jueves, 28 de febrero de 2008

discurso de Svein Jentoft, leido 27 febrero 2008 en Bluefields

Dear Vice-rector, dear colleagues and friends.

I am delighted to have the opportunity to address you here today. Thank you all for coming and for wanting to be part of this happy, but also somewhat nostalgic occasion where we celebrate a project that it took us seven years to realise, but which is now coming to an end. I am particularly pleased to see that you have come here from the communities in which we have been working all these years. Considering what we have accomplished, this is indeed for us a proud moment and we are excited that your want to share it with us.
This program has been a collaboration between two universities, one in the far north and one in the south, which despite the many things that make us different, we share a vision and a mission, that universities shall work for the benefit of the community and for the people, that universities shall provide an opportunity to those who traditionally did not have easy access to higher education, and who have therefore been missing something that people in more central parts of their countries always enjoy and could take for granted. It was this vision and ambition that brought us together in the first place when in the early 1990s, distinguished citizens of the Atlantic Coast community came to my university to inform us about their dreams and ideas for a university here. It took a while before we found the way and the means to realise our cooperation, and it was the visit by the then vice-rector of the Bluefields campus Miguel Gonzalez to Tromsø some years after that triggered the particular initiative that led to this project.
I was member of a group from Tromsø University who came down here to talk with you about what we could do together, and how to proceed. We had a number of meetings on this campus. We also went to Rama Cay, where we met with the people in the church, and where we together came to an understanding about what should be the focus of our project. The ideas we discussed then, and the plans we made there, were those that came to define our project, to fill it with a purpose and a vision, and it is indeed the results of those original hopes and expectations that we are here today to celebrate. Today is therefore also the moment to thank the people of Rama Cay and Punta de Agila for the interest they showed then and the support they have given us throughout all these years.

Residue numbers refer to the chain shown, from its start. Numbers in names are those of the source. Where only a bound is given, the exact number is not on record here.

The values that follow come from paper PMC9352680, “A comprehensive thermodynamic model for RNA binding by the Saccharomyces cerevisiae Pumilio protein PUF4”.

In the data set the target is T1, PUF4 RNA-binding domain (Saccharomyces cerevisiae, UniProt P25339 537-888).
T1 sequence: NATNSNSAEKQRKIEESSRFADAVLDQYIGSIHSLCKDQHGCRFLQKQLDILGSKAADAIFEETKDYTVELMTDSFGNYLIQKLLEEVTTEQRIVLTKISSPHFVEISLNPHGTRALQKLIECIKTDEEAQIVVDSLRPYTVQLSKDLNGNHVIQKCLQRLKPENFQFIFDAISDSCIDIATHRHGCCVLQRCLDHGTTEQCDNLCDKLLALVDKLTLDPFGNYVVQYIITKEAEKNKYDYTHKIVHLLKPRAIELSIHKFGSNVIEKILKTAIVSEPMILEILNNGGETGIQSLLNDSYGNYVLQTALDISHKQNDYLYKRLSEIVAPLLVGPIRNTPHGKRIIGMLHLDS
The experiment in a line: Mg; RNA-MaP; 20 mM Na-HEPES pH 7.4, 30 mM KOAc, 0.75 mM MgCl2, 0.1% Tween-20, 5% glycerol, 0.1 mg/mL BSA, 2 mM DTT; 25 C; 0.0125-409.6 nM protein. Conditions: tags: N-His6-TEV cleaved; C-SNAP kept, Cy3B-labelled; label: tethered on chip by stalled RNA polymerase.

We planned at the start that we would also, in its second phase, work in other communities on the coast. Thus, four years after it started, we expanded our area into the Rio Grande delta and began our work with the Ulwas. A group of us from URACCAN and I went to Karawala, where we met a similar positive interest and support as we had met with the Ramas. I regret that I only went once to Karawala, and I am not sure if those of you representing Karawala here would remember me. So this is therefore the occasion for me to thank the people of Karawala, Sandy Bay and Kara who have opened themselves to our investigation, to the many students who have knocked on their door and asked them about all kinds of things related to their particular research interests. Thank you for your patience, your interest, your hospitality, and for your support. Without it, we would never have been able to carry out our work.
But what then have we accomplished, really? Have we realised what we set out to do? Can we claim it to be a success? I cannot, of course, claim to speak for us all. I am sure there will be different opinions on this matter, depending on what we experienced, and what may have been our own personal and institutional expectations. So let me just speak on behalf of my university, my Tromsø colleagues and on behalf of myself: We are tremendously pleased by what we have accomplished, I am enormously proud of what we did. Not in my dreams had I expected what we have done.
We have provided more than hundred students at various levels (licenciatura, masters and doctoral), with the stipend that they needed in order to carry out their thesis research. That is a considerable number. Four of these students have also finished their master degrees at University of Tromsø, within our Fisheries College. Also, students have come here from Tromsø to do their research. We have produced new knowledge, an extensive literature on the situation on the coast, and the conditions, culture, lives and livelihoods of its peoples. We have also produced research capacity at URACCAN, by helping to qualify some of its members, in a way that would enable them to carry on with building knowledge through their research. Universities are, as you know, not only for transmitting knowledge through teaching. They are also for teaching and for research, for producing new knowledge. In a university, research and teaching should go hand in hand and nurture each other.